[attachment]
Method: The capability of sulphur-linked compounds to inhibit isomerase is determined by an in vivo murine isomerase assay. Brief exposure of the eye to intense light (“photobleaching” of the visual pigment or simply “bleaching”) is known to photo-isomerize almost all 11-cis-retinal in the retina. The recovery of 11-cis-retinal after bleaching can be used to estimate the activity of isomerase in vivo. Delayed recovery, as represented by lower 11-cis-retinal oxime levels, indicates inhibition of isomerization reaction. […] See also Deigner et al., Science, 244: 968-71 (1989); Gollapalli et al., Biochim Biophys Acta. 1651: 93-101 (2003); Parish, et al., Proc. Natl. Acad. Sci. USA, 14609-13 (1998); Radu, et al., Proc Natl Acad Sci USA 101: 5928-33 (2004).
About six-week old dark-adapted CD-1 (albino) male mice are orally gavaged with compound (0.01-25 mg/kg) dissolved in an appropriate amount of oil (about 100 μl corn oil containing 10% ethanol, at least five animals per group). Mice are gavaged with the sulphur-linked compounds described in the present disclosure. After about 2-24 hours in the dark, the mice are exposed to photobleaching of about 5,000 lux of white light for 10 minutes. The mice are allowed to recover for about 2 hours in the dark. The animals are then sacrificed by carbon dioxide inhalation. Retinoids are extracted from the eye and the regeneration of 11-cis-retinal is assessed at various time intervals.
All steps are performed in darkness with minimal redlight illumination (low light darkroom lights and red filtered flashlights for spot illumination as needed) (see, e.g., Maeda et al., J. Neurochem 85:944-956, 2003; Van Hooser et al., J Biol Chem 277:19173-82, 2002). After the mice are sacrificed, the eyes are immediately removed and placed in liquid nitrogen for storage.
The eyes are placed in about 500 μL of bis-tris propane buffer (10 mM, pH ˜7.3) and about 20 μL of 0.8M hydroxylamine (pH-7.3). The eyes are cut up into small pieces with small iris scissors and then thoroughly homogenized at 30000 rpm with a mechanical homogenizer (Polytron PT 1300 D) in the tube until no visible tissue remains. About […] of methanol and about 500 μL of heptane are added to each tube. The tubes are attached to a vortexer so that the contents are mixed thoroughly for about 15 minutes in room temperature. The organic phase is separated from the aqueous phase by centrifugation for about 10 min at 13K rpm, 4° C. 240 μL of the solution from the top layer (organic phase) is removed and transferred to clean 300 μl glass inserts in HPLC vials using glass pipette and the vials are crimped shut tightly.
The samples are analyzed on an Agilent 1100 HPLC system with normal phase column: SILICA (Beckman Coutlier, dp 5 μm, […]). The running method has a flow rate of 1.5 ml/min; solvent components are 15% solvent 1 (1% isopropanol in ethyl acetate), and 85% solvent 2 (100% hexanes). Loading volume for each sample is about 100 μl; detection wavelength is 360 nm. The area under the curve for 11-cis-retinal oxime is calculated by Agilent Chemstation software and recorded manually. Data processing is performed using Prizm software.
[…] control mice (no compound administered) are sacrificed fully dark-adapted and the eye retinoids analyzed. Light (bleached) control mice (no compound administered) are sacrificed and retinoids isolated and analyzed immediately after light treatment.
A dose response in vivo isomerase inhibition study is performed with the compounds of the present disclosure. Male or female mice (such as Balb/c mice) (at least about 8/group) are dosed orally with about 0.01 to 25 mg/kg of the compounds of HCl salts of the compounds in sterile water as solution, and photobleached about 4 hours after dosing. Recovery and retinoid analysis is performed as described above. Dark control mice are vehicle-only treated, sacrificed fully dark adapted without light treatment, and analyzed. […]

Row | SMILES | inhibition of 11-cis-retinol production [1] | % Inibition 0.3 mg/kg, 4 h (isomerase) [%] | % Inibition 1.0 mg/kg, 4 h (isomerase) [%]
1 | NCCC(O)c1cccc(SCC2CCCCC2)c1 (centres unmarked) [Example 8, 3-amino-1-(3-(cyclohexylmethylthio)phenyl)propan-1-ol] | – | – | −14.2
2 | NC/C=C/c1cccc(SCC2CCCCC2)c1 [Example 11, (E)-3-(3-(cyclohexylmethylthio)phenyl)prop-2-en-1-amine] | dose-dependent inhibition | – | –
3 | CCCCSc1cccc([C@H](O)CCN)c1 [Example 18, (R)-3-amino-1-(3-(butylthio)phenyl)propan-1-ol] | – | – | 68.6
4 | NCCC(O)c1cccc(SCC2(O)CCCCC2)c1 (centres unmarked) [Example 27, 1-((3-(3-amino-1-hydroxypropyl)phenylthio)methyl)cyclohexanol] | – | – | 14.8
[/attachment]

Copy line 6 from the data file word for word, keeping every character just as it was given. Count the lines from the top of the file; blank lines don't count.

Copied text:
[…] control mice (no compound administered) are sacrificed fully dark-adapted and the eye retinoids analyzed. Light (bleached) control mice (no compound administered) are sacrificed and retinoids isolated and analyzed immediately after light treatment.